I must be ready for warmer weather. The Spring Blossoms Shawl by Eugen Buegler has been on my project list since I picked up the pattern at Stitches West last year. That project list never seems to get any shorter.
I dug into my stash and found this gorgeous violet/purple/periwinkle laceweight merino from Inspirations Yarn. Margaret hand-dyed this especially for me in her "Espresso" laceweight. I think the subtly blended colors are just perfect, and they are not so disparate that they detract from the lacework. I hope Mr. Buegler would approve. The yarn is very soft, and the shawl will be amethystly cozy. My birthday is in February, and I've always had a fondness for all things purple. My birthstone is amethyst, and my favorite color is violet.
Since I've started organizing my stash on Ravelry, I've begun to make some real decisions about what yarns to use for projects. Thus far, I've used Ravelry mainly for organization and reading about other knitters and projects. The socializing part of Ravelry is great, but it just adds another "thing to do" to my list of groups and forums.
Digging into my stash was particularly therapeutic and delightful. In recent years, I've earned some yarns by knitting samples for designers, and other yarns I've found by chance while visiting a yarn shop or a knitting show or conference. I gave up the idea of just buying yarn for specific projects long ago.
Now, my stash is my yarn shop. It's not as big as some knitters' stashes, but certainly respectable as far as stashes go. I've already photographed about 40 different yarns for my Stash organization project on Ravelry. This may be about half of my stash, but I won't know until it's all categorized and labeled. Do not judge me, lest ye be judged.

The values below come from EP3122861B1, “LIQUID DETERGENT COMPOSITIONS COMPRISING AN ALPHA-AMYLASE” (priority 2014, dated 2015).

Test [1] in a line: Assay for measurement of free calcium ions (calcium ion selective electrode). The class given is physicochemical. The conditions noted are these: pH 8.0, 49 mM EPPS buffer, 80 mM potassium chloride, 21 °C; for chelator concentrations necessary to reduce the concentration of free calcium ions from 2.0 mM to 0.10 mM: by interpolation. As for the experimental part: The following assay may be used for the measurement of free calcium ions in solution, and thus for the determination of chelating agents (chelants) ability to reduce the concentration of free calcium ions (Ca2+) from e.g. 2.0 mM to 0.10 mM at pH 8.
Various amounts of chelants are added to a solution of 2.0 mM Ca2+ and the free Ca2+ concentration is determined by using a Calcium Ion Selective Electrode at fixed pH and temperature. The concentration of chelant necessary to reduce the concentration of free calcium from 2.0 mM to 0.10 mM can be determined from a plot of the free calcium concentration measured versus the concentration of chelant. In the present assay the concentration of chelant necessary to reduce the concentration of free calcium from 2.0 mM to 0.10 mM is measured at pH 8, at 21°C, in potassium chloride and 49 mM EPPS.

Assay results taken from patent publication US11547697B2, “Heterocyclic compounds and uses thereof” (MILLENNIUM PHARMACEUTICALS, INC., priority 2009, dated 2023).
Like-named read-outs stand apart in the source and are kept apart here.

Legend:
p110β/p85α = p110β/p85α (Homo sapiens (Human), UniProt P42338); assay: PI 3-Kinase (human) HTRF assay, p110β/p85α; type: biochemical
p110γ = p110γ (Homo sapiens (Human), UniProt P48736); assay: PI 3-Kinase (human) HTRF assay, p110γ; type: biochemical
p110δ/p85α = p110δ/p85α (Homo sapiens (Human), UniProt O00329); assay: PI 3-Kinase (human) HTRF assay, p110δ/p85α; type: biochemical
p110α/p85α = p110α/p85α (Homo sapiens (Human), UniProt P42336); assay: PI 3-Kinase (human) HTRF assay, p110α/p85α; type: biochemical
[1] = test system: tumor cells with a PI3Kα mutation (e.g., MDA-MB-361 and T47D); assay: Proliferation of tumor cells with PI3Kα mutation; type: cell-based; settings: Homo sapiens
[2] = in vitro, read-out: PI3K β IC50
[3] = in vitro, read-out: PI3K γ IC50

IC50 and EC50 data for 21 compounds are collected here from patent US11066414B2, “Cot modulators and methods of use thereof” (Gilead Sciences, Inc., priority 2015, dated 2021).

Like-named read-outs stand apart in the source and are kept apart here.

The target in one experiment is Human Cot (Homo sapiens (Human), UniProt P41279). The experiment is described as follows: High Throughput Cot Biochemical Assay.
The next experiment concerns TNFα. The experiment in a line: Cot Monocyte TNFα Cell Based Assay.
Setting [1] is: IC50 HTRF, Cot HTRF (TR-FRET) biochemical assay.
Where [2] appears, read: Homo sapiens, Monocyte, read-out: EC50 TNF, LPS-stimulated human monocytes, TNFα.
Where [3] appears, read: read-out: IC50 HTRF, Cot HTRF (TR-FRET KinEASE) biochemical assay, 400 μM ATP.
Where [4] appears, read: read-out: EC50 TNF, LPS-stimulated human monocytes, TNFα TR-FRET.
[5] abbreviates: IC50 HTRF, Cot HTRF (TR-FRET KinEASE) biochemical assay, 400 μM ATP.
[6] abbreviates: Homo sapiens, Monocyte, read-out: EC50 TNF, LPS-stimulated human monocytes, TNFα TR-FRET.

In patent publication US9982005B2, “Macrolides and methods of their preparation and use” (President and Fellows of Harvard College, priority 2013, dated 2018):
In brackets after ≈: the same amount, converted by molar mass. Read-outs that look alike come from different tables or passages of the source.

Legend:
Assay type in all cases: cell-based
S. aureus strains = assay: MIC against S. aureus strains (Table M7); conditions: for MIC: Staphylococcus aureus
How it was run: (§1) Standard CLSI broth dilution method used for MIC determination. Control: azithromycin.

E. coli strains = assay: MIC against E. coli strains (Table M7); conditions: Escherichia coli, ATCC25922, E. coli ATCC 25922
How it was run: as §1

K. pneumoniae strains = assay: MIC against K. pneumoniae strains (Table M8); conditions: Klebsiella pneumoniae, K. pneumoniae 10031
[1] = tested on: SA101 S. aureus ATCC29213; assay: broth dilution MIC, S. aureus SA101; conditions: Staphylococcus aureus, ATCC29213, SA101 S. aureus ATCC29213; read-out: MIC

Ravelry's Stash tool allows a member to post a photograph and all the details about the yarn, including quantity, color, content, weight, gauge, etc. You can make notes about a potential project or anything else pertinent. In many cases, the yarn is already listed in Ravelry's database, so entering a yarn description is simple -- just modify the sample information to fit your specifications. If the yarn is not in Ravelry's database, you are given the option to add yours as the first example.
The entire Stash is then downloadable to Excel for data manipulation and sorting by color, fiber content, manufacturer, etc. This is a great tool for planning projects. Sometimes, I remember a color or type of yarn in my stash, but then I don't know how much I have or even where it is located. My overtaxed brain can use all the help it can get.
Ravelry's Stash tool has opened my eyes to my own stash. I have new appreciation for the yarns I've collected, and now I can see them all in one place. (Okay, two places. I did have to upload all the photos to flickr, the prefered photo host for Ravelry.)